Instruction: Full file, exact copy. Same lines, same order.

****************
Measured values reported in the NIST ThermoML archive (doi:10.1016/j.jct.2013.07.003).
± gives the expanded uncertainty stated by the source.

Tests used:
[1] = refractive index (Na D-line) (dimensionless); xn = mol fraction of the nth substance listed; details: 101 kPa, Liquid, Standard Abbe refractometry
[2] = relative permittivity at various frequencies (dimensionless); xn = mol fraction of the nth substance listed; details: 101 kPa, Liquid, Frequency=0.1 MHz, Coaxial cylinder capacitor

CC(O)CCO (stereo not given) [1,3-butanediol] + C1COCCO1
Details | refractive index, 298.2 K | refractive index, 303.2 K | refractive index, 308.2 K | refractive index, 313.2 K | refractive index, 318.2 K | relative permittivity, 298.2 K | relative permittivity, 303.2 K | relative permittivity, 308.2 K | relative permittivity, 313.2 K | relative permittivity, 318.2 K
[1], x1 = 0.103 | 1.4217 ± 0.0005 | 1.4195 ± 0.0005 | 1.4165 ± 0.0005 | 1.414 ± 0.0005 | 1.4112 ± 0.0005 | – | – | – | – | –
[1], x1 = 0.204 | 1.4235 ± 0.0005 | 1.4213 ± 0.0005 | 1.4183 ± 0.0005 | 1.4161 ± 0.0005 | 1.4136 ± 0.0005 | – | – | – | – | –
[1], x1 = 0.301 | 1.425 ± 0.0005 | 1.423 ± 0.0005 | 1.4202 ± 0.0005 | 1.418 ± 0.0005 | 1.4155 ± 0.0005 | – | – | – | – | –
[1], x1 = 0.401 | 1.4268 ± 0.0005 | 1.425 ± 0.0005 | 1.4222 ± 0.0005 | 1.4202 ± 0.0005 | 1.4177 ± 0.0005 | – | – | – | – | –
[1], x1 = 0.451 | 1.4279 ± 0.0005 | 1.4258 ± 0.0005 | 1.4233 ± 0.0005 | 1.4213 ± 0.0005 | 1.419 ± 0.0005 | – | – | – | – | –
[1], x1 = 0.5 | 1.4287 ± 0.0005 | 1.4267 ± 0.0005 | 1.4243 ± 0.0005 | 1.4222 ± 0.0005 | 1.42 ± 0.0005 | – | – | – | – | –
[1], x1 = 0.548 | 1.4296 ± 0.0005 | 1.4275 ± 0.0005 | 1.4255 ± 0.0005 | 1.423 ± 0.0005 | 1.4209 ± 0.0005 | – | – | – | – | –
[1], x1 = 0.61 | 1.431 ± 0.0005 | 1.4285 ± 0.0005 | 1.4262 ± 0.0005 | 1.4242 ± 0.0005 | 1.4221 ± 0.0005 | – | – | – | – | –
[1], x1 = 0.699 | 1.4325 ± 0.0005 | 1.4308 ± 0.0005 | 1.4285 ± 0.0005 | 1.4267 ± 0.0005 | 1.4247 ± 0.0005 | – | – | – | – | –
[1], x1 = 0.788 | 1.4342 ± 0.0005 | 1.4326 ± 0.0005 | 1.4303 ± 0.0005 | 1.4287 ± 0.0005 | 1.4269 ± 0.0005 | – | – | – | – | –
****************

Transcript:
Measured values reported in the NIST ThermoML archive (doi:10.1016/j.jct.2013.07.003).
± gives the expanded uncertainty stated by the source.

Tests used:
[1] = refractive index (Na D-line) (dimensionless); xn = mol fraction of the nth substance listed; details: 101 kPa, Liquid, Standard Abbe refractometry
[2] = relative permittivity at various frequencies (dimensionless); xn = mol fraction of the nth substance listed; details: 101 kPa, Liquid, Frequency=0.1 MHz, Coaxial cylinder capacitor

CC(O)CCO (stereo not given) [1,3-butanediol] + C1COCCO1
Details | refractive index, 298.2 K | refractive index, 303.2 K | refractive index, 308.2 K | refractive index, 313.2 K | refractive index, 318.2 K | relative permittivity, 298.2 K | relative permittivity, 303.2 K | relative permittivity, 308.2 K | relative permittivity, 313.2 K | relative permittivity, 318.2 K
[1], x1 = 0.103 | 1.4217 ± 0.0005 | 1.4195 ± 0.0005 | 1.4165 ± 0.0005 | 1.414 ± 0.0005 | 1.4112 ± 0.0005 | – | – | – | – | –
[1], x1 = 0.204 | 1.4235 ± 0.0005 | 1.4213 ± 0.0005 | 1.4183 ± 0.0005 | 1.4161 ± 0.0005 | 1.4136 ± 0.0005 | – | – | – | – | –
[1], x1 = 0.301 | 1.425 ± 0.0005 | 1.423 ± 0.0005 | 1.4202 ± 0.0005 | 1.418 ± 0.0005 | 1.4155 ± 0.0005 | – | – | – | – | –
[1], x1 = 0.401 | 1.4268 ± 0.0005 | 1.425 ± 0.0005 | 1.4222 ± 0.0005 | 1.4202 ± 0.0005 | 1.4177 ± 0.0005 | – | – | – | – | –
[1], x1 = 0.451 | 1.4279 ± 0.0005 | 1.4258 ± 0.0005 | 1.4233 ± 0.0005 | 1.4213 ± 0.0005 | 1.419 ± 0.0005 | – | – | – | – | –
[1], x1 = 0.5 | 1.4287 ± 0.0005 | 1.4267 ± 0.0005 | 1.4243 ± 0.0005 | 1.4222 ± 0.0005 | 1.42 ± 0.0005 | – | – | – | – | –
[1], x1 = 0.548 | 1.4296 ± 0.0005 | 1.4275 ± 0.0005 | 1.4255 ± 0.0005 | 1.423 ± 0.0005 | 1.4209 ± 0.0005 | – | – | – | – | –
[1], x1 = 0.61 | 1.431 ± 0.0005 | 1.4285 ± 0.0005 | 1.4262 ± 0.0005 | 1.4242 ± 0.0005 | 1.4221 ± 0.0005 | – | – | – | – | –
[1], x1 = 0.699 | 1.4325 ± 0.0005 | 1.4308 ± 0.0005 | 1.4285 ± 0.0005 | 1.4267 ± 0.0005 | 1.4247 ± 0.0005 | – | – | – | – | –
[1], x1 = 0.788 | 1.4342 ± 0.0005 | 1.4326 ± 0.0005 | 1.4303 ± 0.0005 | 1.4287 ± 0.0005 | 1.4269 ± 0.0005 | – | – | – | – | –